At the instance of Santa Anna, four millions of dollars were voted by Congress to prosecute the war against Texas. He retired soon after to his plantation, and Canalizo was elected President by one vote.

In the fall of 1844, Paredes declared against Santa Anna, and marched against the capital. On the 6th of December, 1844, the latter was deposed, and General Herrera elected provisional President. (This was the time when Santa Anna's leg was dug up and dragged through the streets of Mexico, and he himself banished.)

On the 16th of September, 1845, Herrera having been declared elected, took the official oath as President. On the 21st of Dec., 1845, having manifested a willingness to amicably settle the Texas difficulty with the United States, by receiving a cominission “clothed with full powers to settle all the difficulties between the two countries,” he was displaced by Paredes, who breathed the fiercest hostility to Texas and the United States.

Santa Anna, who was the known and bitter rival of Paredes, was permitted to return to Mexico, as it was thought such were his relations, his influence might favor peace: at any rate, it could not put a more hostile aspect upon Mexican policy than it already wore. He became President again, and has lately again been deposed from power.

Such is the history of that oppressed people. Since 1824, they have had sixteen Presidents, more than half of whom were mere usurpers and military adventurers.— Inquirer.


Settlements were made in the limits of Texas as early as 1692, but the savages were so hostile in the vicinity, that but little progress was effected. The Spanish government, and afterwards that of the Mexican, in order to establish settlements in this territory, offered grants of lands and other inducements to settlers from the United States. Early in 1821, Stephen B. Austin, from Connecticut, went to the Brazos river to secure a portion of territory which his father had bequeathed to him. He secured the grant, and liberal offers were made by the government to others who would settle there.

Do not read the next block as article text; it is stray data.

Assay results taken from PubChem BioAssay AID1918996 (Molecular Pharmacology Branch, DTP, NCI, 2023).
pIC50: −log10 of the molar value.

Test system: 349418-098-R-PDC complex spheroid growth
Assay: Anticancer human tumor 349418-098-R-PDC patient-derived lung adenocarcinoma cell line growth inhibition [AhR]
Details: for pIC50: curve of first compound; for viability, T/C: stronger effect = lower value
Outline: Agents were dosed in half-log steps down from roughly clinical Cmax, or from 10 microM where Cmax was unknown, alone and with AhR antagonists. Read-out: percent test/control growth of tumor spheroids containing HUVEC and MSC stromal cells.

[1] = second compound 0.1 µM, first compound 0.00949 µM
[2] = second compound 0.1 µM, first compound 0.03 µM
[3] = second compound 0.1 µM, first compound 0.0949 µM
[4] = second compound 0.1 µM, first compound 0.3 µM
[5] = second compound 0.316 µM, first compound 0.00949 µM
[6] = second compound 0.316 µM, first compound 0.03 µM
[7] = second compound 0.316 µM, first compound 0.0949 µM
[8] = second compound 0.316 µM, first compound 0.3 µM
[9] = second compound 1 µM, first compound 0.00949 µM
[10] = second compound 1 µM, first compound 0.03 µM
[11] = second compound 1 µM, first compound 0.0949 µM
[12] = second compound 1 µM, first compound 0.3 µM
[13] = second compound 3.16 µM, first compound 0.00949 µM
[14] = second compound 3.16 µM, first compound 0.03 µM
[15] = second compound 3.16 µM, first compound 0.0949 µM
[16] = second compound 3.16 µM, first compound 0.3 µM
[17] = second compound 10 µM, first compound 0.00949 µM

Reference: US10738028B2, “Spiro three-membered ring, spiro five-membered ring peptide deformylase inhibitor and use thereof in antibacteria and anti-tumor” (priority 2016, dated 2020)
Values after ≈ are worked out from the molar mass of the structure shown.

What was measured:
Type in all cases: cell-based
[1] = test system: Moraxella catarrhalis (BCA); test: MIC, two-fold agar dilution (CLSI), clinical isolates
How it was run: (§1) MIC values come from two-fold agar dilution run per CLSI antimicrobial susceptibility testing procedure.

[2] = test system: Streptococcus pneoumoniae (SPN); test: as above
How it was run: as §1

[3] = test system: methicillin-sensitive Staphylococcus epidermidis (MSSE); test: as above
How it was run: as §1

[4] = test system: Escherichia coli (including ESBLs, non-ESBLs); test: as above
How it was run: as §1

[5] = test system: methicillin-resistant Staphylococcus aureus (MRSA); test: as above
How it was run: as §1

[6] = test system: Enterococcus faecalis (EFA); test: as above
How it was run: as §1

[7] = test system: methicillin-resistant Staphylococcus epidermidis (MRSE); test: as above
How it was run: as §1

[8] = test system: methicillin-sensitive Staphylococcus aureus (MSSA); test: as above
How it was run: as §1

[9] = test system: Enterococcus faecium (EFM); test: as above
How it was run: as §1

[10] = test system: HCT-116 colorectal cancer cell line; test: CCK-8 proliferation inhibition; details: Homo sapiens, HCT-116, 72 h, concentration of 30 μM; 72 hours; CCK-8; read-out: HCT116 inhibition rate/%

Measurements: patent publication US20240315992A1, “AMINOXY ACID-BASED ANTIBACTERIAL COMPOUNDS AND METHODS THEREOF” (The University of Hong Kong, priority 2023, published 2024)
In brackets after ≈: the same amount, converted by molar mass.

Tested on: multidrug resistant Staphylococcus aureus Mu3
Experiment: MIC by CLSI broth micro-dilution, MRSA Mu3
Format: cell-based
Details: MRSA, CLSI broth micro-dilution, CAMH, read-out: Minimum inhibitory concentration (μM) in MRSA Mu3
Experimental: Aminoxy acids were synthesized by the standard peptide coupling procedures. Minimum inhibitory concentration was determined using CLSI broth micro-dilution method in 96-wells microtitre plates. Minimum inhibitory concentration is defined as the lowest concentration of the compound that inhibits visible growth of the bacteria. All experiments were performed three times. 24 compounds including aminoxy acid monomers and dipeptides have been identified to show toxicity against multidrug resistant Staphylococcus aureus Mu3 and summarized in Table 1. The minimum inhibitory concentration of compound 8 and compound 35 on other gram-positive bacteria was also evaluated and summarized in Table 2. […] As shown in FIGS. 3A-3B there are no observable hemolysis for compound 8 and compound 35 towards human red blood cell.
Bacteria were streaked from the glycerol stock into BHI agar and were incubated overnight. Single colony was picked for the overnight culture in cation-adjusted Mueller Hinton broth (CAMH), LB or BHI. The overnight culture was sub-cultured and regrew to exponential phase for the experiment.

Many settlers accepted these offers, and their increase and prosperity began to alarm the Mexican government. When Irturbide was dethroned in Mexico, a confederation was formed; Coquila and Texas were united in one state, and a system of measures was adopted which finally led to the declaration of Texan independence. In 1825, the Mexican Congress passed a law prohibiting all traffic in slaves, and freeing all born in Texas at the age of 14; and soon a law was passed freeing all slaves in the limits of Texas. As most of the settlers were planters from the southern states, who had brought their slaves with them, these laws were considered by them to be unjust and oppressive.

The Texans in vain petitioned the Mexican Congress for relief; and Stephen Austin, when visiting the capital for this purpose, was seized and put in prison, where he was confined two years. Upon the abrogation of the state government, and the establishment of Centralism under Santa Anna, a convention of the citizens of Texas was called, and independence from Mexico was declared. General Cos having been sent by the Mexican government to dissolve the legislature and seize the members, the people of Texas flew to arms. On the 8th of October, 1835, they moved upon Goliad, a strong fortress, which they carried after a bloody engagement. A force of 1000 men, under the command of Austin, advanced upon San Antonio, where General Cos was entrenched with 1,500 men, and forced him to surrender on condition that the prisoners should be allowed to pass beyond the Rio Grande.

Santa Anna, the President of Mexico, with a force of 8000 men, moved forward, threatening to exterminate the Americans from the soil of Texas. The right of his army moved in the direction of Matamoras; the centre and left, under Santa Anna himself, marched towards San Jacinto. It was his intention that the divisions should move in parallel lines and keep up a communication, and so sweep the province, and meet at Galveston.